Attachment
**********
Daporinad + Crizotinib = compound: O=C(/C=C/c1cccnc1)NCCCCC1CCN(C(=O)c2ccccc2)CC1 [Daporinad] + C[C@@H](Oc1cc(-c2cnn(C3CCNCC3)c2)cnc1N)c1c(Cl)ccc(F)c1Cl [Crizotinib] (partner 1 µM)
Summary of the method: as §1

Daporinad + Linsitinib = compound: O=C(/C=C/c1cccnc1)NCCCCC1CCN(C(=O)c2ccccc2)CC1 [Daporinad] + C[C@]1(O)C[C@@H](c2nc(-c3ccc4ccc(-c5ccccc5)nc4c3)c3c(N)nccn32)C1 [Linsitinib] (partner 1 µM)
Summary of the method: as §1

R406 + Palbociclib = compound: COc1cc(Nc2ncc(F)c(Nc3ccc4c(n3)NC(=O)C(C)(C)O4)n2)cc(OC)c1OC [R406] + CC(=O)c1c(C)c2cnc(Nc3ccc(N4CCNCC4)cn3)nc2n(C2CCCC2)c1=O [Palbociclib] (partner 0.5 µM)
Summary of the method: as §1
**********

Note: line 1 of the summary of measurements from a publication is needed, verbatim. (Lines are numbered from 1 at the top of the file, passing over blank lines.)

Daporinad + Crizotinib = compound: O=C(/C=C/c1cccnc1)NCCCCC1CCN(C(=O)c2ccccc2)CC1 [Daporinad] + C[C@@H](Oc1cc(-c2cnn(C3CCNCC3)c2)cnc1N)c1c(Cl)ccc(F)c1Cl [Crizotinib] (partner 1 µM)